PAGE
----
Plants and animals you may see


  • Wedge-tailed eagle. Photo: Kelly Nowak

    Wedge-tailed eagle (Aquila audax)

    With a wingspan of up to 2.5m, the wedge-tailed eagle is Australia’s largest bird of prey. These Australian animals are found in woodlands across NSW, and have the ability to soar to heights of over 2km. If you’re bird watching, look out for the distinctive diamond-shaped tail of the eagle.

  • Long-nosed bandicoot, Sydney Harbour National Park. Photo: Narelle King

    Long-nosed bandicoot (Perameles nasuta)

    A nocturnal marsupial and one of the smaller Australian native animals, the long-nosed bandicoot is found across eastern Australia. Populations in the Sydney region have dwindled since European settlement, leaving only endangered colonies in inner western Sydney and at North Head, near Manly. The long-nosed bandicoot has grey-brown fur and a pointed snout which it uses to forage for worms and insects.

  • Brush tail possum. Photo: Ken Stepnell

    Common brushtail possum (Trichosurus vulpecula)

    One of the most widespread of Australian tree-dwelling marsupials, the common brushtail possum is found across most of NSW in woodlands, rainforests and urban areas. With strong claws, a prehensile tail and opposable digits, these native Australian animals are well-adapted for life amongst the trees.

  • Yellow-tailed black cockatoo. Photo: Peter Sherratt

    Yellow-tailed black cockatoo (Calyptorhynchus funereus)

    The yellow-tailed black cockatoo is one of the largest species of parrot. With dusty-black plumage, they have a yellow tail and cheek patch. They’re easily spotted while bird watching, as they feed on seeds in native forests and pine plantations.

  • Swamp wallaby in Murramarang National Park. Photo: David Finnegan

    Swamp wallaby (Wallabia bicolor)

    The swamp wallaby, also known as the black wallaby or black pademelon, lives in the dense understorey of rainforests, woodlands and dry sclerophyll forest along eastern Australia. This unique Australian macropod has a dark black-grey coat with a distinctive light-coloured cheek stripe.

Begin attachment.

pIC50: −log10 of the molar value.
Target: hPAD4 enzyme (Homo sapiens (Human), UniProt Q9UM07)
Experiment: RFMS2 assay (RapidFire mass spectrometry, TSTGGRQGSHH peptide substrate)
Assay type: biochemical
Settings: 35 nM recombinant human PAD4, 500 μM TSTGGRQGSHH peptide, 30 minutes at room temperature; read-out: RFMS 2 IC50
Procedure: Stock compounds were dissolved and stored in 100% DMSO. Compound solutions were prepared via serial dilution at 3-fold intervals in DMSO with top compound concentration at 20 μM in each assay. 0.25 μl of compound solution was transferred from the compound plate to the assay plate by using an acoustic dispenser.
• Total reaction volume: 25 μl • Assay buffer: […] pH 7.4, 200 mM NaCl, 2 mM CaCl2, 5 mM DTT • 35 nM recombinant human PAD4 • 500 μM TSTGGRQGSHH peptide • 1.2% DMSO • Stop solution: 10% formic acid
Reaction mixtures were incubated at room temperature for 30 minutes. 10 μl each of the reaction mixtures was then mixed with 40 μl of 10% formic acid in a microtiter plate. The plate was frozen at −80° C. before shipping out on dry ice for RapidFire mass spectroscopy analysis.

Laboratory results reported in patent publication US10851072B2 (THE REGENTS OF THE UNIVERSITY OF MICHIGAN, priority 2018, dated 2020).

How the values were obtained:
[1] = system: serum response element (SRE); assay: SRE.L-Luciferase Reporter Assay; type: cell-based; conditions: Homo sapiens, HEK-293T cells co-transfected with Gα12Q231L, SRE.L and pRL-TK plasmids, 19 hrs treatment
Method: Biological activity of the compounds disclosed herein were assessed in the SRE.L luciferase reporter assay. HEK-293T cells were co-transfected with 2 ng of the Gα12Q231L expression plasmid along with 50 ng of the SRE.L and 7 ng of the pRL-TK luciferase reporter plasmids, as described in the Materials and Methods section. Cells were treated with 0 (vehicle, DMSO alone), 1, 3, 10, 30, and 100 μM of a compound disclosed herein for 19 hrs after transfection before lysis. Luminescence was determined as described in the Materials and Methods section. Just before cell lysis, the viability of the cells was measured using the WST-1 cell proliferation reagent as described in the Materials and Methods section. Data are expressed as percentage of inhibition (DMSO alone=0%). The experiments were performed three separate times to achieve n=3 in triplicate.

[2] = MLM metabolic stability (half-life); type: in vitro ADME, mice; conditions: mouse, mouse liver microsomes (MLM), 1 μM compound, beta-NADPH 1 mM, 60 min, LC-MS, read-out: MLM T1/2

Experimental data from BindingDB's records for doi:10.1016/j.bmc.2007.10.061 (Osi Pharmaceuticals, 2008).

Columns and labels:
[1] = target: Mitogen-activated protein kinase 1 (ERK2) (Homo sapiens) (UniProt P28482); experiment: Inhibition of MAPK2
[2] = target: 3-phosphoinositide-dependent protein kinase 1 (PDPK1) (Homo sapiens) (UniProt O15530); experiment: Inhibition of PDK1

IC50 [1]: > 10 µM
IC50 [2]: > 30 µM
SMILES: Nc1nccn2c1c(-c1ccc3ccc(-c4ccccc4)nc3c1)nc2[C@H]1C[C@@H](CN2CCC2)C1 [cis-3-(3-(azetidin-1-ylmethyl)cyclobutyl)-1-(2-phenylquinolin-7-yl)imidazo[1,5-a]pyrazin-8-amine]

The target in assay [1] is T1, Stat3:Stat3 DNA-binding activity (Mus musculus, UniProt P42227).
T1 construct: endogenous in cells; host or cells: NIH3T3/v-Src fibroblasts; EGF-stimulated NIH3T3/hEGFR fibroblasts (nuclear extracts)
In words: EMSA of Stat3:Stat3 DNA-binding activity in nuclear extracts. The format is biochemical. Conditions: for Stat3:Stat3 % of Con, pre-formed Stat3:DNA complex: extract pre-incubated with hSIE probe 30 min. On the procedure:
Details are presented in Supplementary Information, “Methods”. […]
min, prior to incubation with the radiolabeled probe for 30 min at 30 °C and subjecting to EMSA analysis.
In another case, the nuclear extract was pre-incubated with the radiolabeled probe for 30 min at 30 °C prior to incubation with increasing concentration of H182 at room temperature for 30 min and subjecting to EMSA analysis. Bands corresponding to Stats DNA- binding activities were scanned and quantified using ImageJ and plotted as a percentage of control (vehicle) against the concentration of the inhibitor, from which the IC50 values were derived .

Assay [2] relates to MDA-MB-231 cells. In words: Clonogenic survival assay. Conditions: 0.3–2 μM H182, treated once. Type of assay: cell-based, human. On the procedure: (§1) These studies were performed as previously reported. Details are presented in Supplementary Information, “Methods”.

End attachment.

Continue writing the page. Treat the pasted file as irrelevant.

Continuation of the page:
• Eastern common ringtail possum. Photo: Ken Stepnell

    Common ringtail possum (Pseudocheirus peregrinus)

    Commonly found in forests, woodlands and leafy gardens across eastern NSW, the Australian ringtail possum is a tree-dwelling marsupial. With a powerful tail perfectly adapted to grasp objects, it forages in trees for eucalypt leaves, flowers and fruit.

  •  Blue Tongue lizard. Photo: Rosie Nicolai

    Eastern blue-tongue lizard (Tiliqua scinciodes)

    The eastern blue-tongue lizard, one of the largest skinks in Australia, is found throughout most of NSW. When threatened, the eastern blue-tongue lizard displays its blue tongue in a wide-mouthed intimidating show. Not an agile animal, they feed on slow-moving beetles and snails.

  • Eastern water dragon. Photo: Rosie Nicolai

    Eastern water dragon (Intellagama lesueurii lesueurii)

    The eastern water dragon is a subaquatic lizard found in healthy waterways along eastern NSW, from Nowra to halfway up the Cape York Pensinsula. It’s believed to be one of the oldest of Australian reptiles, remaining virtually unchanged for over 20 million years.

  • Sugar glider. Photo: Jeff Betteridge

    Sugar glider (Petaurus breviceps)

    The sugar glider is a tree-dwelling Australian native marsupial, found in tall eucalypt forests and woodlands along eastern NSW. The nocturnal sugar glider feeds on insects and birds, and satisfies its sweet tooth with nectar and pollens.

  •  Superb lyrebird, Minnamurra Rainforest, Budderoo National Park. Photo: David Finnegan

    Superb lyrebird (Menura novaehollandiae)

    With a complex mimicking call and an elaborate courtship dance to match, the superb lyrebird is one of the most spectacular Australian animals. A bird watching must-see, the superb lyrebird can be found in rainforests and wet woodlands across eastern NSW and Victoria.


  • Wonga Wonga vine. Photo: Barry Collier

    Wonga wonga vine (Pandorea pandorana)